$50 K Per Unit Rent is $550 per unit....Pursue or Pass?

4 Replies

Greetings All, 

There is multifamily complex for sale locally. The seller has come down to 50k per unit (down from 56k) per unit. These units rent for $550 per month. It is a growing area and rents are increasing with time. It is a good complex with 16 units (4-plexes).  

With out all going through tax rates, debt service, etc, Would anyone pay $50 k per unit with rents of $550 per unit? The buildings are in good shape and have metal roofs. There also onsite tenant manager who has taken care of property in full for years. (everything from lawns to showing and signing leases.

Remember just based on this information, I would be pleased to see the groups thoughts. 

Thanks and Good Luck

Jordan 

@Jordan Vires  

If I understand what you propose:

16 units

Price 50K per = $800,000

Current Rent Potential = 16 X 550 = $8,800 per month or $105, 600 per year

Just a quick 50% rule would have you at $51,120 NOI per year

6.35% Cap Rate (NOI/Purchase price)

Down Payment = $200,000

Loan = $600K

Loan payment based on 6% for 30 year amoritization = $3597/MO or $43164/YR

Yearly CF = $7956

Cash on Cash return = 3.98% (Yearly CF/Down Payment)

Just the back of the envelope analysis seems to indicate that the price of the property isn't supported by the rental income that is generated from the property.  Greater than 5 units is considered commercial property.  All commercial property is valued based on its CURRENT Net Operating Income and the going Cap Rate of the particular market the property is located in.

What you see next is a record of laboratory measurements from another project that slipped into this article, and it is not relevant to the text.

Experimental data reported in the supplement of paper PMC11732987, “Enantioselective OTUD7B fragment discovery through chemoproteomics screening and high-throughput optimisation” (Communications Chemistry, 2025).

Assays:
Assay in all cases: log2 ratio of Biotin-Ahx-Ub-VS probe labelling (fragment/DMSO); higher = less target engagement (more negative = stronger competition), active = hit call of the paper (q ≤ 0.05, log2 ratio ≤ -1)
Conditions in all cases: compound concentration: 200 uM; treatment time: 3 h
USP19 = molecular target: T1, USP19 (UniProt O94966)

I get a cap rate of 6.6% using a 50% expenses rate.  If you are paying cash your return is the cap rate + appreciation rate.

If you are financing it I like my cost of money to be 3 percentage points less than my return.  Unless I can get 3.6% money I think it is a pass.

Good Luck.

Bill

@Jordan Vires 

The little mentorship I've had, tells me that you can't analyze a deal without analyzing the financing you'll use in said deal as it drastically effects the outcome.  That being said, using your values (and assuming some normal financing) I'd agree the property is still overpriced.

@Bill Jacobsen    If you don't mind my asking, what exactly do you mean by "I like my cost of money to be 3 percentage points less than my return"?

Are you saying that you'd want >9% cash on cash in @Bradley Benski 's example above?

AND, what makes you follow this metric?

Thanks for indulging my curiosity!

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